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Kentish Ale

Andechs Bergbock Hell
Nina, Laura, Michaeline

Kentish Ale & Kentish Strong Ale

Andechs Bergbock Hell

Construction of distinctiveness
Kentish Ale

Andechs Bergbock Hell

-strong commitment to -Strong Commitment to quality
locally sourcing
product through technological
ingredients, leading to more
sustainable practices
-Rooted deeply within the monastic
-Rooted deeply in the Region
-Second party verification -Participatory verification system
system (Brewing Research
Foundation International)

Marketing and branding
Average price: 2,10 eur
Consumer: beer connoisseurs, culinary tourists
DISTRIBUTION channels: producer-consumer sales, online shop,
multinational retailers (tesco, sainsbury)
Sold in UK and 35 countries abroad
Promotion: strong brand - history, strong advertising, use of
social media

Price: 1,45 eur
CONSUMER: people interested in german beer
brewed by monks, people looking for experience
Distribution channels: producer-consumer sales,
online shop
Mainly sold in germany
Promotion: no specific advertising, brand
reflects monastic tradition and andech’s

Sustainability impact
Overall score:


Andechs Bergbock hell

Overall score:


strengths :
economic (employment, no displacement effect,
economic (employment, halo effect),
halo effect, low costs)
social (bridging capital, trust/faith, succession)
social (self organizational capacity, social
environmental (positive external, cultural
Environmental (biodiversity, food miles)
Weaknesses: displacement effect, food miles, social

Weaknesses: succession, cultural landscape, negative
external effects

Consumer appreciation
- Strong narrative for the brewing
- The beer is part of the holistic experience
with the monastery the food and the beer
- Beer appreciation not so high
- “The taste of England”
- Embedded into the German culture
- Pub-specific community building (around
330 pubs)
- Experts that drink the beer for its high
quality taste
- Classic British recipe (ex : Ale Pie)

Discussion : PPP Framework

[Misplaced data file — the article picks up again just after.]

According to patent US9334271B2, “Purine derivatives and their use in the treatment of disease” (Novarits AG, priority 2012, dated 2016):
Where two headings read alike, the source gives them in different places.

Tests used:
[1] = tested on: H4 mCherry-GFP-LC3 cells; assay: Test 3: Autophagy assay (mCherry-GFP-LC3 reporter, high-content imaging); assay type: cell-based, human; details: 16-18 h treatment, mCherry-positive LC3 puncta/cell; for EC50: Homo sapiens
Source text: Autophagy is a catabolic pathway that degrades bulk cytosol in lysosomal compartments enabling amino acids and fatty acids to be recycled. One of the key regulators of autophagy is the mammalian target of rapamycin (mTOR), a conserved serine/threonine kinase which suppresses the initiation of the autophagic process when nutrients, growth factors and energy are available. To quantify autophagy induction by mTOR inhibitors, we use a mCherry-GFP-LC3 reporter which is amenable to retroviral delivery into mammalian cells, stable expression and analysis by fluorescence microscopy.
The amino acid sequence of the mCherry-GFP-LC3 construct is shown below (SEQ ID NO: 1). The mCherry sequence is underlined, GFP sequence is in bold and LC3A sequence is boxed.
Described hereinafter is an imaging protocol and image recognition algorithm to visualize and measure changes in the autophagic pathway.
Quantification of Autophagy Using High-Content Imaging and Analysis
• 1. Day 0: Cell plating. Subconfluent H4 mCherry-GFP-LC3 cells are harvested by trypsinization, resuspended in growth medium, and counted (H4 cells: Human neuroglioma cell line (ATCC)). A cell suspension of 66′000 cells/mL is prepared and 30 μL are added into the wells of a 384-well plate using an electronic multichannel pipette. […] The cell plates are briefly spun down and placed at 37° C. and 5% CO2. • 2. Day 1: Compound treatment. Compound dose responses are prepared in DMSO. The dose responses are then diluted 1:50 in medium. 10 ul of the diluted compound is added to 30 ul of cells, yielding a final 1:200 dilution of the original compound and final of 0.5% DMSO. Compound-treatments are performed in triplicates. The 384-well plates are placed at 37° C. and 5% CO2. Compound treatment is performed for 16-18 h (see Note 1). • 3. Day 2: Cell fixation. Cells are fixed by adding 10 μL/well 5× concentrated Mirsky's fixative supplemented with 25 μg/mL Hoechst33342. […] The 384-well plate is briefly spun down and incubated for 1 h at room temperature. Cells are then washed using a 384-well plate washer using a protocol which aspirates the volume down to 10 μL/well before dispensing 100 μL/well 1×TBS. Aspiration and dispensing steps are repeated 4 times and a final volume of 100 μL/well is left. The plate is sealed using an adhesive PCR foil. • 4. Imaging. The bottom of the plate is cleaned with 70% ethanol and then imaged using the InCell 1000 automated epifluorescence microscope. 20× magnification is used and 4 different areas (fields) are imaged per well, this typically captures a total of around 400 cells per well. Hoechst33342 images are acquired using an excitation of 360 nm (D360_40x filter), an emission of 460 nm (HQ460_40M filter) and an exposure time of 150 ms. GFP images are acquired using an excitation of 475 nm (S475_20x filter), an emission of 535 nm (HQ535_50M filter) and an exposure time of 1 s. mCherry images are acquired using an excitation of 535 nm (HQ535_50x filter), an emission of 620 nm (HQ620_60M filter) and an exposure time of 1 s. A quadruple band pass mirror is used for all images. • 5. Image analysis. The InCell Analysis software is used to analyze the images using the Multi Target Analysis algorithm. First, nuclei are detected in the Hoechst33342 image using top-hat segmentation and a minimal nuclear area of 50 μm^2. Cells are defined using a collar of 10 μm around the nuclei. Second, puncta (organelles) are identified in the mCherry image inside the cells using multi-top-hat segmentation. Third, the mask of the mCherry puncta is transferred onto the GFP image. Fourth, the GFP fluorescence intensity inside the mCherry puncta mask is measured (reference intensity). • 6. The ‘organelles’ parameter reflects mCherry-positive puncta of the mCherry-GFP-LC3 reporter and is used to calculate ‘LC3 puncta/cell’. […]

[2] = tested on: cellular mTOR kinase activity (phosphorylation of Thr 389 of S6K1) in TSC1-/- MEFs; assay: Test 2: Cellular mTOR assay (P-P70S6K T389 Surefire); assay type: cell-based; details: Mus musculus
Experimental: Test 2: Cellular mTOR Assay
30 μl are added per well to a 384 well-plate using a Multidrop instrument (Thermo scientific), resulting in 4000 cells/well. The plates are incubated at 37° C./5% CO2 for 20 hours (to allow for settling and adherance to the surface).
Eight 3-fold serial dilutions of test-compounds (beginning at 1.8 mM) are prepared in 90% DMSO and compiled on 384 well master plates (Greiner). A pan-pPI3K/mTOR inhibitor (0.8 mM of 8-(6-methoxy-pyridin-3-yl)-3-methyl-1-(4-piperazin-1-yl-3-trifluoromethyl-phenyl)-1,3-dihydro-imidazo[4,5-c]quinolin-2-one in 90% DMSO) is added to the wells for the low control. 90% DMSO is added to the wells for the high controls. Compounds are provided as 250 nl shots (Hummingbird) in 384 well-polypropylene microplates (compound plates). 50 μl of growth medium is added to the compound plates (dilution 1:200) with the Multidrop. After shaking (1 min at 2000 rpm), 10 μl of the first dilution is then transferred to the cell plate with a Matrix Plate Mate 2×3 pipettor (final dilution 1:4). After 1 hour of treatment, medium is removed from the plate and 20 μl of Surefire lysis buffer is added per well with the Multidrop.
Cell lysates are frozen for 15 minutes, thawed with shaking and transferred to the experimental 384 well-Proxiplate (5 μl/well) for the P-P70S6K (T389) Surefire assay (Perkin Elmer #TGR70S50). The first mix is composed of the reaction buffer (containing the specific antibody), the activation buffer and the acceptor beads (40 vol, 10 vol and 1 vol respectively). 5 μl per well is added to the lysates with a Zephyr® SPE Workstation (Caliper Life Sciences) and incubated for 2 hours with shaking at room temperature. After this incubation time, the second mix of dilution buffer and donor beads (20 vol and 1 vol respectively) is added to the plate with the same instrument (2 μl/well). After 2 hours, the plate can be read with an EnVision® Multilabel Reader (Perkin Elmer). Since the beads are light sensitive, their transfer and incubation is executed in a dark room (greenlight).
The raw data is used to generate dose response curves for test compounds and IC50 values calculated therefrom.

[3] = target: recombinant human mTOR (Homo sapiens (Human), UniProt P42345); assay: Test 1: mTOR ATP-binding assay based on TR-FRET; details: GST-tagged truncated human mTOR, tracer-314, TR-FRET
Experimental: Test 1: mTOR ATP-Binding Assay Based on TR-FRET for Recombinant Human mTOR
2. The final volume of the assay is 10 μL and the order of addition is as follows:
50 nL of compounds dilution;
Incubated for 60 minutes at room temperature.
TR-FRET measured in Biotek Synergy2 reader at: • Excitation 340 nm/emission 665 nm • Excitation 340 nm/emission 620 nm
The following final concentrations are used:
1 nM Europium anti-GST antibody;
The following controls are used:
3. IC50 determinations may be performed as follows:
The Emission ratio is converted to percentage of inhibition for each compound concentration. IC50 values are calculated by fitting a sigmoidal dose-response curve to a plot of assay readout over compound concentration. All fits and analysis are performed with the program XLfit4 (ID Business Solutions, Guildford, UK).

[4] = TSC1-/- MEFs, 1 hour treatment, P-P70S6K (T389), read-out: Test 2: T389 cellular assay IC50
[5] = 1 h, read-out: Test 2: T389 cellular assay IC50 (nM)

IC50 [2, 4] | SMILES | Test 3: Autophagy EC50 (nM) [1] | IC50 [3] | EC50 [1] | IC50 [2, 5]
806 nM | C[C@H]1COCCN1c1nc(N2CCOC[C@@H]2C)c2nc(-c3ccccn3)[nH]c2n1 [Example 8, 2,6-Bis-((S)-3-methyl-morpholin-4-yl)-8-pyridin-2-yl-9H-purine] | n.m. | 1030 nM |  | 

Kentish Ales :
> PPP framework applicable
> Unique natural resources of the Kent region
> Specific interaction between the local natural and human
resources via different communities
Andechs :
> Andechs product is less integrated in the PPP framework
> But iit has specific characteristics
> That monastery’s brewing tradition became a brewing business.
> The taste is a result of the landscape, Bavarian culture, and
monastic tradition.
> High technology on-site and quality


recreational and diversionary consumers
- the beer itself in not attractive
- It’s part of a bigger experience
- Sharing a moment with family and
friend to discover a monastery and the
german culture
- Feeling of tendency, fun and uniqueness
- Without the monastery, beer wouldn’t be
associated with such a strong narrative

existential and experimental consumers

Expression of their own culture and values
High quality beer
Its particular taste evokes a feeling of
identity and heritage.

Discussion - strategic and operational marketing
Kentish ale
Interest in PGI/PDO products has been increasing
(european commission, 2007)

Andechs bergbock hell
Focus on the experience
Does not want to be a PGI product

Vertical integration - owning a range of pubs and
hotels in kent
Dominance strategy: nicher
Dominance strategy: leader

less resilient on market place, low price-medium
Good reputation, high price-high quality,Knows its quality, non-profit oriented, preserving monastic
market place, Profit-oriented, high distinctive

Conclusion: Questions our Research Has Answered
-Which of the two breweries follows more environmentally sustainable
practices, and how is this related to PGI or PDO status, if at all?
-Are PGI products Kentish Ales easier to sell, compare to the Andechs
Bergbock Hell ?
-What effects does PGI or PDO status have on the rural development of
a region, if any?
-After all research has been conducted, in the opinion of our group, is it
important for regional products to seek a PGI or PDO designation?